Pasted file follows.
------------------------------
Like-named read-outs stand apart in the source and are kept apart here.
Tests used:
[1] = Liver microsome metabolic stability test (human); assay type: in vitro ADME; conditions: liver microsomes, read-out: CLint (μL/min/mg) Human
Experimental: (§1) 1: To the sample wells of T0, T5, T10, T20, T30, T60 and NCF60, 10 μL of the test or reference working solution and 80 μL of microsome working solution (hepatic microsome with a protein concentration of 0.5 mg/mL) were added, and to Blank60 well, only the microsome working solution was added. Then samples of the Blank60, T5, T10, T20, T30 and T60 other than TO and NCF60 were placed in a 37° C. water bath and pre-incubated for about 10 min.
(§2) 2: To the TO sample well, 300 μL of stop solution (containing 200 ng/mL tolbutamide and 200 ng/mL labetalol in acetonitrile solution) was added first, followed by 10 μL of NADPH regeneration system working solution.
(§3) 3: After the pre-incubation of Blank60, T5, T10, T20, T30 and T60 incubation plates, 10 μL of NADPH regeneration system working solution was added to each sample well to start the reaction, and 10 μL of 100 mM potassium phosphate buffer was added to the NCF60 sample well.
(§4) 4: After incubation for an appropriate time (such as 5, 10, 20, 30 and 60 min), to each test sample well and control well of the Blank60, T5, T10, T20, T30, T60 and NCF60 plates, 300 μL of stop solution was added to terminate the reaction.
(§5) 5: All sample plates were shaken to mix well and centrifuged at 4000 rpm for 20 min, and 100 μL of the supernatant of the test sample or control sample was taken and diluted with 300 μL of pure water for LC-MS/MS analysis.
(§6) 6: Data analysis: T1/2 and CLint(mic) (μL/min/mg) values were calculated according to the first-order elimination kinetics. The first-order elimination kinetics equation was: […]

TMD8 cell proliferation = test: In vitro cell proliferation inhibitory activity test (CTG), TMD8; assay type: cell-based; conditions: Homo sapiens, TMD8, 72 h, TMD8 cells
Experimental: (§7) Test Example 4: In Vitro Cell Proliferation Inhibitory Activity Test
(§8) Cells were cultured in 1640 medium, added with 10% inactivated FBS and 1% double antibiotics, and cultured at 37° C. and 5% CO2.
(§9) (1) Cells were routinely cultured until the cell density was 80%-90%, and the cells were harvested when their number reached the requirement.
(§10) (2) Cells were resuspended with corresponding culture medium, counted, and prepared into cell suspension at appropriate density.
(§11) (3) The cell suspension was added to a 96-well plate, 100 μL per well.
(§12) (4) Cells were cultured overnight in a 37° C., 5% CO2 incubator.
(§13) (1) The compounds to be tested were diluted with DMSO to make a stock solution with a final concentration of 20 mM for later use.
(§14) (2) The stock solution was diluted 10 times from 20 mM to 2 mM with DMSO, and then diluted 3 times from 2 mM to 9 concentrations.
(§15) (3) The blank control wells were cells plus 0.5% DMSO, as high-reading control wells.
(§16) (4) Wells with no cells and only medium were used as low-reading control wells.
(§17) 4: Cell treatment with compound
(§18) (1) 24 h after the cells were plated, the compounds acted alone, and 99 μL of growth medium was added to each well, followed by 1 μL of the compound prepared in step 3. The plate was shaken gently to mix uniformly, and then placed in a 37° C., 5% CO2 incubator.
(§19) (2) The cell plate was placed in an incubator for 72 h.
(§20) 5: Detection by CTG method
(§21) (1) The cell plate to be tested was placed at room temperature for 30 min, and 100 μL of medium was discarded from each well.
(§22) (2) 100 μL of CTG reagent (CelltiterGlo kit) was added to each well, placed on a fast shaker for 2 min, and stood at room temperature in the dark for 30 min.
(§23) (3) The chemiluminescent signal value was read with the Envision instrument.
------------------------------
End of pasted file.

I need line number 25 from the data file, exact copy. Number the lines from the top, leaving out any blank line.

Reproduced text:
(§21) (1) The cell plate to be tested was placed at room temperature for 30 min, and 100 μL of medium was discarded from each well.